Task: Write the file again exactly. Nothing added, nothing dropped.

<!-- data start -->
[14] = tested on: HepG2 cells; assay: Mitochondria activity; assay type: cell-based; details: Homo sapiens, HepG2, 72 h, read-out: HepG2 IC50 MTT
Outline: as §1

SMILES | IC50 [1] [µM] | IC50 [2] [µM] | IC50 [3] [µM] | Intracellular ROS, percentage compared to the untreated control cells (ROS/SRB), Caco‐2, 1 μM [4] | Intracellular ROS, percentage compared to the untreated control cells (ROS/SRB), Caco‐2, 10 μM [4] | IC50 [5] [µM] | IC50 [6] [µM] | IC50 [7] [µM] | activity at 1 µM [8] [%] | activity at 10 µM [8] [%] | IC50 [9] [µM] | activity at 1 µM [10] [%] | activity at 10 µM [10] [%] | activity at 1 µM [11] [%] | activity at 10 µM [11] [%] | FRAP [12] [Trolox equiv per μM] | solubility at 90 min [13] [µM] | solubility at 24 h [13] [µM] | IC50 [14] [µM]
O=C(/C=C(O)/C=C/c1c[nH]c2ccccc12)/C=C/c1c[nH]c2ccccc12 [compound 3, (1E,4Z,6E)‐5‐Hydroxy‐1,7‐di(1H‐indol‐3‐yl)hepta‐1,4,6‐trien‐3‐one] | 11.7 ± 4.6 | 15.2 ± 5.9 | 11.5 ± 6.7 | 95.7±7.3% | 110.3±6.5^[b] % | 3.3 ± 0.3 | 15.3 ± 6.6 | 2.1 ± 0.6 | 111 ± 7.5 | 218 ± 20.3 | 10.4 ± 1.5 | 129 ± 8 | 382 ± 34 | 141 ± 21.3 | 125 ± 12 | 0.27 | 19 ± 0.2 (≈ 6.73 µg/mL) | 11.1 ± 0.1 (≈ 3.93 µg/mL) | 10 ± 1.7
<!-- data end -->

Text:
[14] = tested on: HepG2 cells; assay: Mitochondria activity; assay type: cell-based; details: Homo sapiens, HepG2, 72 h, read-out: HepG2 IC50 MTT
Outline: as §1

SMILES | IC50 [1] [µM] | IC50 [2] [µM] | IC50 [3] [µM] | Intracellular ROS, percentage compared to the untreated control cells (ROS/SRB), Caco‐2, 1 μM [4] | Intracellular ROS, percentage compared to the untreated control cells (ROS/SRB), Caco‐2, 10 μM [4] | IC50 [5] [µM] | IC50 [6] [µM] | IC50 [7] [µM] | activity at 1 µM [8] [%] | activity at 10 µM [8] [%] | IC50 [9] [µM] | activity at 1 µM [10] [%] | activity at 10 µM [10] [%] | activity at 1 µM [11] [%] | activity at 10 µM [11] [%] | FRAP [12] [Trolox equiv per μM] | solubility at 90 min [13] [µM] | solubility at 24 h [13] [µM] | IC50 [14] [µM]
O=C(/C=C(O)/C=C/c1c[nH]c2ccccc12)/C=C/c1c[nH]c2ccccc12 [compound 3, (1E,4Z,6E)‐5‐Hydroxy‐1,7‐di(1H‐indol‐3‐yl)hepta‐1,4,6‐trien‐3‐one] | 11.7 ± 4.6 | 15.2 ± 5.9 | 11.5 ± 6.7 | 95.7±7.3% | 110.3±6.5^[b] % | 3.3 ± 0.3 | 15.3 ± 6.6 | 2.1 ± 0.6 | 111 ± 7.5 | 218 ± 20.3 | 10.4 ± 1.5 | 129 ± 8 | 382 ± 34 | 141 ± 21.3 | 125 ± 12 | 0.27 | 19 ± 0.2 (≈ 6.73 µg/mL) | 11.1 ± 0.1 (≈ 3.93 µg/mL) | 10 ± 1.7